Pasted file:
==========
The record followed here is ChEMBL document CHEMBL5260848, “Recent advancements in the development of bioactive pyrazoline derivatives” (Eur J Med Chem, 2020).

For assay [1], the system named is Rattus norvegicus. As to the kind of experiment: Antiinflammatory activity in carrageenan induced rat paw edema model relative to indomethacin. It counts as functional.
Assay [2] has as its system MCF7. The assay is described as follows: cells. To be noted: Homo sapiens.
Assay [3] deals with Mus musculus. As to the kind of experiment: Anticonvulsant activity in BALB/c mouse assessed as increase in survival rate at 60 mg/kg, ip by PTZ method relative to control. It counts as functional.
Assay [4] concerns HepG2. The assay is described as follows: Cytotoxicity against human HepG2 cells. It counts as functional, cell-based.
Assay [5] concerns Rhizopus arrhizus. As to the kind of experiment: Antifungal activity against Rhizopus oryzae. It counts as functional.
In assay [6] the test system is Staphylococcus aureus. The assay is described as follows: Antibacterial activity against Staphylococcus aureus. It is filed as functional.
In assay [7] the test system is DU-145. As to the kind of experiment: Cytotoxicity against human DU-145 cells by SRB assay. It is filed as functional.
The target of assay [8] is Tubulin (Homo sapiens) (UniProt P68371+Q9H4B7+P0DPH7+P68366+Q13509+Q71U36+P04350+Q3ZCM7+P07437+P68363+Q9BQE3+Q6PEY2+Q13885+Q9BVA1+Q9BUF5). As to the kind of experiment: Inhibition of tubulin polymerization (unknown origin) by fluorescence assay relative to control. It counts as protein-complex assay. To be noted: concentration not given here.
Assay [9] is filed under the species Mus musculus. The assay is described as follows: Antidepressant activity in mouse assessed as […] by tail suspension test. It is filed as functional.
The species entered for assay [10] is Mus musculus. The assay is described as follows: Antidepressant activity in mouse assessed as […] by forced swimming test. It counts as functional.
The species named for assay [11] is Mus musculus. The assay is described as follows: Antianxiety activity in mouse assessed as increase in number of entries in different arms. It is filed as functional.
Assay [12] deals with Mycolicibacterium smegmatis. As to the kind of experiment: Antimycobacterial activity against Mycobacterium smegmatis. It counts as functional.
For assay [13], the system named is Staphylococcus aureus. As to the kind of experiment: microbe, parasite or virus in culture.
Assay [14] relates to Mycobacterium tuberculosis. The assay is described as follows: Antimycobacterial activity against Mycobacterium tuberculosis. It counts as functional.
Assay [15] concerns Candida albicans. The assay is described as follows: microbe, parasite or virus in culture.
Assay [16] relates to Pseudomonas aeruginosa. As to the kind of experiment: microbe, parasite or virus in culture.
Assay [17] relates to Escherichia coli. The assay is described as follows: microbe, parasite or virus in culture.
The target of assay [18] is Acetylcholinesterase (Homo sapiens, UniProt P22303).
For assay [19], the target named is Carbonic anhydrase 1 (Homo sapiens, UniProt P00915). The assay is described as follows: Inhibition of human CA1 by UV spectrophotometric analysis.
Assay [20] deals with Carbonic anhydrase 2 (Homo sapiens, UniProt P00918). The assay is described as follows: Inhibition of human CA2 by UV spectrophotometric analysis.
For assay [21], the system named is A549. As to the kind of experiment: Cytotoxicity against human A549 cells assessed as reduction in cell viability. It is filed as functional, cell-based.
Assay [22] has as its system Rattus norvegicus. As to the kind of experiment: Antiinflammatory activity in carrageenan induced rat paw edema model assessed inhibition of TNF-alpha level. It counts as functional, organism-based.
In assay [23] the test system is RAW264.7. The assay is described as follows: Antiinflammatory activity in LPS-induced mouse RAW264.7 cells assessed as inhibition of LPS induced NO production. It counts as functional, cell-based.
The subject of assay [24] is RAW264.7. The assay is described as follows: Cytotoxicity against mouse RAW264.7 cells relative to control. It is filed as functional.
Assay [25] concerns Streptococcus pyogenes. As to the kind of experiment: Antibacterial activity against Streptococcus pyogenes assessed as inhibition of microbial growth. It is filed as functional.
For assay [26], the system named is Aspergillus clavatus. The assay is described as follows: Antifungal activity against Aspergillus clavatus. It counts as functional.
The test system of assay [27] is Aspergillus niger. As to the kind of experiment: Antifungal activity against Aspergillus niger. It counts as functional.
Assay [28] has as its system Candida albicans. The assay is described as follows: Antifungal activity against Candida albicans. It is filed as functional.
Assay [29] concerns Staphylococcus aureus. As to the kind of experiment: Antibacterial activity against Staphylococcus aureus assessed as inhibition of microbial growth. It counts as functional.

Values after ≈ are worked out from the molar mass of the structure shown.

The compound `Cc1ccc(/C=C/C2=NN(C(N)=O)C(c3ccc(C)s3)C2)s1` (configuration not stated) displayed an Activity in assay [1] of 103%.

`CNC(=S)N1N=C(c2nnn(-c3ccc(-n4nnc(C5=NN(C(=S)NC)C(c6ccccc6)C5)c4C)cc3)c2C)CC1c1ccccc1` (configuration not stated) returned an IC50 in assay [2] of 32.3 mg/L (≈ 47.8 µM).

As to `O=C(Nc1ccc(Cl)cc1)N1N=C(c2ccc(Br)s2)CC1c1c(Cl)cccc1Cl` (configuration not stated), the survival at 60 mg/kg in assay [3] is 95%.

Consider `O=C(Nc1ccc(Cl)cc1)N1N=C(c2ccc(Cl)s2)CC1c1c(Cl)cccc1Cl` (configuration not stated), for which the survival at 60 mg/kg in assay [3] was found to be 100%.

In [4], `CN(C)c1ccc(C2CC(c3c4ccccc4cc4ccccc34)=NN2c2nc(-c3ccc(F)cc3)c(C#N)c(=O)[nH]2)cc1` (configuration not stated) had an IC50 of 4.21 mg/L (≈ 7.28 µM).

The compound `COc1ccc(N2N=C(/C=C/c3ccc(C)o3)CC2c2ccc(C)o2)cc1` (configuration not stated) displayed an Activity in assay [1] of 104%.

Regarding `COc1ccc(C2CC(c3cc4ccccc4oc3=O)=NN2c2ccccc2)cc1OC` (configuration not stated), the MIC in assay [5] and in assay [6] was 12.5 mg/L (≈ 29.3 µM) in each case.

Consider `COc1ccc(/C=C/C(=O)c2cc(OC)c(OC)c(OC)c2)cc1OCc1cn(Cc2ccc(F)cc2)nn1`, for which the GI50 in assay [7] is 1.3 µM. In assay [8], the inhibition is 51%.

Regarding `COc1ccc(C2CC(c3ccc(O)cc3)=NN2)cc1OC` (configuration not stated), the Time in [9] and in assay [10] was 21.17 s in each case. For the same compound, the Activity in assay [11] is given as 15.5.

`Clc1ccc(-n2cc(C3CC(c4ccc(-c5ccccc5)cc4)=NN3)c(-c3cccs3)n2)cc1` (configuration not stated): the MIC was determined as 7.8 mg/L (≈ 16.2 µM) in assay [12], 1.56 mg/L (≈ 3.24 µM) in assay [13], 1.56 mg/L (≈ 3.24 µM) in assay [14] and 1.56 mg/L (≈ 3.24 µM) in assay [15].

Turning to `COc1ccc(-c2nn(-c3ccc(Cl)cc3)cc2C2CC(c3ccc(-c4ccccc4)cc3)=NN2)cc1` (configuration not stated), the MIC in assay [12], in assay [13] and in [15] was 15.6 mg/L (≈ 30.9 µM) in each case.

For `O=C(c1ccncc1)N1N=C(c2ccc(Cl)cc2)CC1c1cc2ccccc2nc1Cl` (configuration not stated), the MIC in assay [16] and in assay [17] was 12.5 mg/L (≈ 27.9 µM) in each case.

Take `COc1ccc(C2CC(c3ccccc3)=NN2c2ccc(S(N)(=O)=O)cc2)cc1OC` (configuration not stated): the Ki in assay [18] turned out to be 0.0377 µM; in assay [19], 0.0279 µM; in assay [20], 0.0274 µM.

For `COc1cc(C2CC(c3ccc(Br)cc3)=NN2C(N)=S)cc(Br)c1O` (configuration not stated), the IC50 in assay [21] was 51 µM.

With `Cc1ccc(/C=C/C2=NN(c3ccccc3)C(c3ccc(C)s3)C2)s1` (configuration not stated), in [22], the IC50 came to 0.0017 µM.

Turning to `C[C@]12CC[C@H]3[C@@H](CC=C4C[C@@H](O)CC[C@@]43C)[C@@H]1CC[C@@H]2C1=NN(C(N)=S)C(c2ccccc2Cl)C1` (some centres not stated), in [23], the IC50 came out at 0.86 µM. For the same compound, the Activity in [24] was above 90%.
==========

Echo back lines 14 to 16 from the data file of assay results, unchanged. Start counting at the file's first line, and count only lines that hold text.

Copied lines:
For assay [13], the system named is Staphylococcus aureus. As to the kind of experiment: microbe, parasite or virus in culture.
Assay [14] relates to Mycobacterium tuberculosis. The assay is described as follows: Antimycobacterial activity against Mycobacterium tuberculosis. It counts as functional.
Assay [15] concerns Candida albicans. The assay is described as follows: microbe, parasite or virus in culture.